3 April 1998


'Akilisi Pohiva convicted of defamation in Tonga

Incident details

'Akilisi Pohiva


legal action

(PINA/IFEX) - Tongan Pro-Democracy Movement Member of Parliament and
publisher 'Akilisi Pohiva was convicted of two defamation charges and
fined in the Magistrate's Court in the Tongan capital, Nuku'alofa, on 30
March 1998.

**Updates IFEX alert dated 10 March 1998**

Magistrate Vusenga Helu fined Pohiva 500 pa'anga ($US 336), or in default
six months' imprisonment, on the first charge, Radio Tonga reported. It
said the court ruled as defamatory comments about the Minister of Police,
published in 1997 in the "Times of Tonga", a pro-democracy weekly
newspaper published in Auckland, New Zealand.

Pohiva was also fined 500 pa'anga ($US 336), or in default six months'
imprisonment, for another article published in the October/November 1997
issue of "Kele'a", the Pro-Democracy Movement publication he publishes.
The "Kele'a" article also was found by the court to contain defamatory
references to the Minister of Police, "Radio Tonga" said.

Magistrate Helu ordered that both fines be paid within one week.

Background Information

On 5 March 1998, Pohiva was acquitted by the kingdom's Supreme Court of a
criminal libel charge brought against him by the government. The charge
followed a 1994 interview Pohiva gave to a United States newspaper, the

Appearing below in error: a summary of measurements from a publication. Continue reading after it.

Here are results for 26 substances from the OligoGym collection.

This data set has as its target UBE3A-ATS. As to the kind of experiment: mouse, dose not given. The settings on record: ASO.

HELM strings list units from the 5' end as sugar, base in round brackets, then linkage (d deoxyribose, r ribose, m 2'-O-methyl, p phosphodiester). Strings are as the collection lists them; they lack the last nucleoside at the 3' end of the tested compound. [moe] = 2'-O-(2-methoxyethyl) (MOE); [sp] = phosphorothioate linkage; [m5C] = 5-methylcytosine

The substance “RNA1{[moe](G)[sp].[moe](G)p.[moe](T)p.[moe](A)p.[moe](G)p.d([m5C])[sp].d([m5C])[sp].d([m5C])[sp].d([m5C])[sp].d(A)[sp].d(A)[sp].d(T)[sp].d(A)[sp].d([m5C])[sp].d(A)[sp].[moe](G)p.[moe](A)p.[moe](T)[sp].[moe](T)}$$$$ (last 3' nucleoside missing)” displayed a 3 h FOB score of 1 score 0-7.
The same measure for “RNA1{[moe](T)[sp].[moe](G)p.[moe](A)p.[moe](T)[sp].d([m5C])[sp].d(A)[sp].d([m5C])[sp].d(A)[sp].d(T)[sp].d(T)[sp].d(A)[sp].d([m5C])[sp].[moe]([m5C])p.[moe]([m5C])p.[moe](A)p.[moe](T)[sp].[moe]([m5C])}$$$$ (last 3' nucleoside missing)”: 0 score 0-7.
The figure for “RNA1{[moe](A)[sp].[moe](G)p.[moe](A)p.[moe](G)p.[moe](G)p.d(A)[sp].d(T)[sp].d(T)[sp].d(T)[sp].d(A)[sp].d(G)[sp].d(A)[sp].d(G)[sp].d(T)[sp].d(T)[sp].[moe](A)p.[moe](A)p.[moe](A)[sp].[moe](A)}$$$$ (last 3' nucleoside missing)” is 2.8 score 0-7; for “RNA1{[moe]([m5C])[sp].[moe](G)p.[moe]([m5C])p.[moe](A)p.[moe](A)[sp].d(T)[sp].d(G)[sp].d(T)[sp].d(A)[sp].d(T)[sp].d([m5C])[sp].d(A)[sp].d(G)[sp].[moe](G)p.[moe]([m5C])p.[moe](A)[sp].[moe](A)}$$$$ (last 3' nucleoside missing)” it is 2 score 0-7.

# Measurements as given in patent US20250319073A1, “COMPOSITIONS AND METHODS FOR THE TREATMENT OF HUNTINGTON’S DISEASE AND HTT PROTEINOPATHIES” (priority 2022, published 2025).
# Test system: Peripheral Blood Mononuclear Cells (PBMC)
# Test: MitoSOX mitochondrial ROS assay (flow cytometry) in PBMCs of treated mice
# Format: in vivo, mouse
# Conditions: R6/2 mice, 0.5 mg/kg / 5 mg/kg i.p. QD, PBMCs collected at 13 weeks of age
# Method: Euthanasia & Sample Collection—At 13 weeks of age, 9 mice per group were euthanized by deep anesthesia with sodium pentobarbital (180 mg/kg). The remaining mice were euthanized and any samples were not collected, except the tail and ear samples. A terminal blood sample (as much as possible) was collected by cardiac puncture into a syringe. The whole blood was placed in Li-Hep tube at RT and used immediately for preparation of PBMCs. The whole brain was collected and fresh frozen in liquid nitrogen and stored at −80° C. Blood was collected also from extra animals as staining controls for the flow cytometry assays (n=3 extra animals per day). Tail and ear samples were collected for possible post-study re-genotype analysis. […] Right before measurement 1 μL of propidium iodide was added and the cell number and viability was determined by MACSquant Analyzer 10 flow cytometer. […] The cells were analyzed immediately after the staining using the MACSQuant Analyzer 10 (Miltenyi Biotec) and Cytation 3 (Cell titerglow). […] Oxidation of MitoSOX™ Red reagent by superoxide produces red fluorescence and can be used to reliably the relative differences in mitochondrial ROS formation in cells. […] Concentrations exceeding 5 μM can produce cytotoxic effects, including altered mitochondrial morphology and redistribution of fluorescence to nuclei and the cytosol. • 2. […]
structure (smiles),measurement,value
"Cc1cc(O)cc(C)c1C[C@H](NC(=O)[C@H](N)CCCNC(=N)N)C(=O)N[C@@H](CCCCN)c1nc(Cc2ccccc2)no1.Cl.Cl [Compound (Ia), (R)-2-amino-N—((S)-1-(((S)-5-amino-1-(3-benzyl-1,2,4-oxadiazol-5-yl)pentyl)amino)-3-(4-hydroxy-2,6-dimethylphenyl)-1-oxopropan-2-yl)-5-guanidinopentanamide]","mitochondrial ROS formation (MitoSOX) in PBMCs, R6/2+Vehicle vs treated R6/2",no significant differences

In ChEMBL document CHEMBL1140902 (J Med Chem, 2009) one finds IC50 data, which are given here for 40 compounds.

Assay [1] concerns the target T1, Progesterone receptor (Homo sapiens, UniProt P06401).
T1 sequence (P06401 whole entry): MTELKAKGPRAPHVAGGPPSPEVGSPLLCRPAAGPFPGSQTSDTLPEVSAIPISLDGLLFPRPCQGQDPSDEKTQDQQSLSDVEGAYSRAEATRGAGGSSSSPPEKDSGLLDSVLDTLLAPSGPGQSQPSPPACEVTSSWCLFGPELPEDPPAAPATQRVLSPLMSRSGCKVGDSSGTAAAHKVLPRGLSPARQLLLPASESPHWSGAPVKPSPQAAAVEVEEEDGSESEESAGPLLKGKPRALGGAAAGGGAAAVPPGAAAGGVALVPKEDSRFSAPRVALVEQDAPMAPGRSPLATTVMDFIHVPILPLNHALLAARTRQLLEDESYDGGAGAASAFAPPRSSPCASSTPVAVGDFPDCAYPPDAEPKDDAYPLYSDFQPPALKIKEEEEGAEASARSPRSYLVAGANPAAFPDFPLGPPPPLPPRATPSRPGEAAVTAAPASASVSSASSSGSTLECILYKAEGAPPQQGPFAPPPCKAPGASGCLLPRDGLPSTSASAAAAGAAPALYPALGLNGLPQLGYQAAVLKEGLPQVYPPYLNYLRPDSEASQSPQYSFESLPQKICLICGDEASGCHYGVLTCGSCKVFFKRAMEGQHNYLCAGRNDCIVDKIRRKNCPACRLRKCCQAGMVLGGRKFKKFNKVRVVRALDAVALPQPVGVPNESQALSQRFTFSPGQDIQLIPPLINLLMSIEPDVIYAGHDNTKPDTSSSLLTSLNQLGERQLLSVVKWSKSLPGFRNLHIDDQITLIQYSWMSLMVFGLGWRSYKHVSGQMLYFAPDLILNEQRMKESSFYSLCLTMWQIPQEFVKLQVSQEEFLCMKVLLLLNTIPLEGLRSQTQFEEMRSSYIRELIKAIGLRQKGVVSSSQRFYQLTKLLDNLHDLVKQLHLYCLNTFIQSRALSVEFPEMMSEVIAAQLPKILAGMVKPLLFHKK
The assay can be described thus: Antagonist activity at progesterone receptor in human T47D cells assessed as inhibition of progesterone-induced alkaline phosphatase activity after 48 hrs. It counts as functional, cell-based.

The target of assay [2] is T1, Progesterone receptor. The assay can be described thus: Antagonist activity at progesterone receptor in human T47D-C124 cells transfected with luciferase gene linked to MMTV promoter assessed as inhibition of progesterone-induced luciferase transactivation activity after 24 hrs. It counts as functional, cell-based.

"Wall Street Journal", and comments he later made in "Kele'a". The charge
alleged that Pohiva called King Taufa'ahau Tupou "a dictator" and accused
him of "financial legerdemain" over the proceeds of sales of Tongan
passports to foreigners and revenues of Tongasat, a company which leases
out international satellite positions claimed by Tonga.

On 14 October 1996, Pohiva, "Times of Tonga" editor/publisher Kalafi
Moala and deputy editor Filokalafi 'Akau'ola were released from prison
after serving 24 days of a 30-day sentence for alleged contempt of the
kingdom's Legislative Assembly. This followed publication in the "Times
of Tonga" of an impeachment motion against the Minister of Justice which
had not yet been tabled in the assembly (for more information on this
case see IFEX alerts of 20 September 1996, 14 and 16 October 1996).

Chief Justice Nigel Hampton ruled the assembly breached several
constitutional provisions in convicting the trio. His decision was upheld
by the Tongan Court of Appeal. The Legislative Assembly consists of nine
peoples' representatives elected by Tonga's commoners, nine noble
representatives elected by the kingdom's noble families, and 12 Cabinet
ministers appointed by the King.


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